Awarded through the Gates Foundation's Grand Challenge for Universal Influenza Vaccine Development competition, the grants of up to $2 million over two years will support efforts to develop a flu vaccine that could protect against various strains of influenza and would not need to be updated as frequently as strains mutate. At the Options for the Control of Influenza conference last week in Singapore, the Gates Foundation and Flu Lab — a charitable organization that invests in projects and initiatives to create actionable knowledge, stimulate cross-sector collaboration, and mobilize stakeholders to achieve transformative change — announced their plans to award grants totaling $12 million to as many as eight teams, with the remaining grants yet to be finalized. Flu Lab stepped in to replace Google co-founder Larry Page and his wife, Lucy, who originally had partnered with the Gates Foundation to fund the work.
Grant recipients announced last week include Alice McHardy of the Helmholtz Centre for Infection Research (Braunschweig, Germany), who will work to design variants of the influenza surface protein neuraminidase, which is thought to promote a more robust and broadly neutralizing antibody response; Jonah Sacha of the Vaccine and Gene Therapy Institute at Oregon Health & Science University (Portland, Oregon), who proposes to insert a conserved influenza virus sequence into a stealth vector virus to stimulate a T cell immune response in the lungs; and Jonathan Heeney of the Laboratory of Viral Zoonotics at the University of Cambridge (Cambridge, United Kingdom), who will use an existing DNA vaccine approach for influenza.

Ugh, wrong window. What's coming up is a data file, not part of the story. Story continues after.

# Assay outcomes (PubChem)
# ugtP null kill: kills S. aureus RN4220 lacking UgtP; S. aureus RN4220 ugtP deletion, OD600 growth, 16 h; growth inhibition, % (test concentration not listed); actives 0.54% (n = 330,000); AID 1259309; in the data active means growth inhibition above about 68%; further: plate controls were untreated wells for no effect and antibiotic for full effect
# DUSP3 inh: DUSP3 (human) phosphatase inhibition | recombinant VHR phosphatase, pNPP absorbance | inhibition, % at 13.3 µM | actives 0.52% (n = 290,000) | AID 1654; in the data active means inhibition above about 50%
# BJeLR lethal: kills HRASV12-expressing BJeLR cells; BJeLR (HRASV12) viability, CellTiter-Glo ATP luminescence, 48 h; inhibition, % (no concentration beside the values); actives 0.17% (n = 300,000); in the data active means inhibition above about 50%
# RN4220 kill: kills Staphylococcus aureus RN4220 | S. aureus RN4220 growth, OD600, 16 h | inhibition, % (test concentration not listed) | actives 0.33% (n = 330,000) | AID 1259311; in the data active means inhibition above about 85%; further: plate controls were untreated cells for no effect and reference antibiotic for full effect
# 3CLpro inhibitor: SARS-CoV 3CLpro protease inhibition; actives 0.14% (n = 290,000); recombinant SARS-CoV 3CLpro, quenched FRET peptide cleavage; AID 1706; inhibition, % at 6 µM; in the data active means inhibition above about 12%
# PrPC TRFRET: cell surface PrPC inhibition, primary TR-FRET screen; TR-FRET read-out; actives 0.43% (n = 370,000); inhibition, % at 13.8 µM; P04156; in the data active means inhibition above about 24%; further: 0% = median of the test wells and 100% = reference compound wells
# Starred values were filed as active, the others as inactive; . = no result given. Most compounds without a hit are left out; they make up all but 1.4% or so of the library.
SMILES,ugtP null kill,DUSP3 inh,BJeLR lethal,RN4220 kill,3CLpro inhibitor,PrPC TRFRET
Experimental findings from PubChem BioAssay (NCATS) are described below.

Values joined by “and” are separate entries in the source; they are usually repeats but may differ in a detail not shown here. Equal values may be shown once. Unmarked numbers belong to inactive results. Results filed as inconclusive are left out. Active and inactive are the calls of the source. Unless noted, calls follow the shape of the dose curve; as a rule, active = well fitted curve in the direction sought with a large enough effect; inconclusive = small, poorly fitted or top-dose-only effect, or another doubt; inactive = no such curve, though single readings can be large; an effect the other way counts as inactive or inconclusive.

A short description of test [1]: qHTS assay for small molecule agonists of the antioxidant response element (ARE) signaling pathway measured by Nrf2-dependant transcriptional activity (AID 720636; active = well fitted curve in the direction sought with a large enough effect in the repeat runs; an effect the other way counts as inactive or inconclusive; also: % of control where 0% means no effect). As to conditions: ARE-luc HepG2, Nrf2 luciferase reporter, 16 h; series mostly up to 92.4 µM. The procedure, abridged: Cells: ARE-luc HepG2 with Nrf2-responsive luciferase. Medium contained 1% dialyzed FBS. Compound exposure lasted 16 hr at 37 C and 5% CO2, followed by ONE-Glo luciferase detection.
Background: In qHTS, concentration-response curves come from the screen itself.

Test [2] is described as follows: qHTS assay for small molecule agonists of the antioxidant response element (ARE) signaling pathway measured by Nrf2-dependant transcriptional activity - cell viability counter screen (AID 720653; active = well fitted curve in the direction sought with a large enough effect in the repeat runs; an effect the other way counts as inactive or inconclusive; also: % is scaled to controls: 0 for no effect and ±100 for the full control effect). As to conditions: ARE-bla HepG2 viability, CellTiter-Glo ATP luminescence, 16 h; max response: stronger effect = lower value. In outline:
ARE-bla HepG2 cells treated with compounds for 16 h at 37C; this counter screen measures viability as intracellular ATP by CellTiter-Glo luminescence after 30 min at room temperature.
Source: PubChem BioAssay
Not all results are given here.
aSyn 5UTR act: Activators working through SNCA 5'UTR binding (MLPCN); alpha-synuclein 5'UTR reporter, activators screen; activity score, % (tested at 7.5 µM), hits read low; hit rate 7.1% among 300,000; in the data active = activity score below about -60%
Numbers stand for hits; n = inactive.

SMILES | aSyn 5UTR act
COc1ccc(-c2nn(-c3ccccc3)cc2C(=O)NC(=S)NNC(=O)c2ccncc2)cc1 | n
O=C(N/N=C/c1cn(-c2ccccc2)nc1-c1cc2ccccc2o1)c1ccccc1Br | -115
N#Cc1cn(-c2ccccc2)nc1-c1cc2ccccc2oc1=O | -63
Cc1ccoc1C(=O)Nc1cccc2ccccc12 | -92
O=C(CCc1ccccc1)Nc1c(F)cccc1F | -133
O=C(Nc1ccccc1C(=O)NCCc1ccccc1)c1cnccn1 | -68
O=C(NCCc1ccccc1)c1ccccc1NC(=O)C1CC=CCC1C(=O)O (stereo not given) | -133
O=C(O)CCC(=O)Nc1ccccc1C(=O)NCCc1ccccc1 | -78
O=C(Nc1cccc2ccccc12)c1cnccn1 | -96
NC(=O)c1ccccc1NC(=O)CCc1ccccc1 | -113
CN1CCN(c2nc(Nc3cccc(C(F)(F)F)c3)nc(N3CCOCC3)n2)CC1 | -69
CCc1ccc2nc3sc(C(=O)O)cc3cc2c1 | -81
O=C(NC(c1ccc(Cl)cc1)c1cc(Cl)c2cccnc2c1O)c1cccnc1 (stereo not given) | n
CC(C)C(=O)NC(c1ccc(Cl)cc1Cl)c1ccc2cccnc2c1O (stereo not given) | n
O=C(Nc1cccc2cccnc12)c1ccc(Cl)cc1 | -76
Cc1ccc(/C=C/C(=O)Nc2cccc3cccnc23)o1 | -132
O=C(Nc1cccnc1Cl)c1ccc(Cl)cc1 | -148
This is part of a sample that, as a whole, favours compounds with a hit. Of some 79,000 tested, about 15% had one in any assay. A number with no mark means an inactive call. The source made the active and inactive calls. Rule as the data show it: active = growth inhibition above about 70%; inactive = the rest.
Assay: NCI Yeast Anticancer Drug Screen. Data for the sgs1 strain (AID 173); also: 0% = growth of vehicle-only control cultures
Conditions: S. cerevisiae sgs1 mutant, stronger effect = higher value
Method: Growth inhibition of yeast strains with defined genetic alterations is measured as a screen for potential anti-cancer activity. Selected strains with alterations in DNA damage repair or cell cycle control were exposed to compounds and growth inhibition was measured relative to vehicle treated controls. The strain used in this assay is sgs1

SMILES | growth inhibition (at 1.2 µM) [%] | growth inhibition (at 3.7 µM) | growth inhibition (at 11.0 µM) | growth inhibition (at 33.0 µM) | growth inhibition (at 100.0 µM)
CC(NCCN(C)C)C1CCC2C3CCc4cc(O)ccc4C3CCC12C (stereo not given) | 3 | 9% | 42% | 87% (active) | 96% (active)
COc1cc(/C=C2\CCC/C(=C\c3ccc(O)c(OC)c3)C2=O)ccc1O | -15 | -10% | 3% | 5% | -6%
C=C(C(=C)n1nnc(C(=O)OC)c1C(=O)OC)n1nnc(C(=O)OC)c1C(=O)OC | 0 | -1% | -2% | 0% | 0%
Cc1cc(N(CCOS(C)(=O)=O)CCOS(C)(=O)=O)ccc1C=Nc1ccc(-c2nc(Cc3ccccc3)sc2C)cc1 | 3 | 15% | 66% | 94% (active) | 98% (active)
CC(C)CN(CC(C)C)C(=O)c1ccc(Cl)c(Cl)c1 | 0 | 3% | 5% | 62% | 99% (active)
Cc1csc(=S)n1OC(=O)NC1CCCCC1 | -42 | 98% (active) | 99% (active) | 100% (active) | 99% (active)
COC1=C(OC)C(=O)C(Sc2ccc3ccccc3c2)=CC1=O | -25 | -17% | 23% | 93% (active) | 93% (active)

The other recipients are Yoshihiro Kawaoka of the University of Tokyo and the University of Wisconsin – Madison, who will use a cocktail of synthetic proteins designed to focus the immune system's response on parts of the flu that are common to all flu strains; Peter Kwong of the Vaccine Research Center at the National Institute of Allergy and Infectious Diseases (Bethesda, Maryland), who will apply lessons from HIV research to identify sites of vulnerability suitable to the development of a universal vaccine; and Patrick Wilson of the Antibody Biology Lab at the University of Chicago, who will use antibodies produced by the body in response to flu to design a new protein sequence for use in a vaccine that provokes a broader antibody response.
According to STAT, the grant announcements were delayed a year when it became clear that the field wasn't close to designing a vaccine that would broadly protect against the flu strains that infect people every year and those in nature that could trigger a disruptive and deadly pandemic. The foundation had originally planned to notify successful grantees in August 2018.
"It became quite clear, looking at what we received, that this was too optimistic," said Gates Foundation pneumonia program director Keith Klugman. "And so that was the reason for a shift to a more basic science approach. There is literally nothing at the moment close enough that we saw that we thought we could pursue."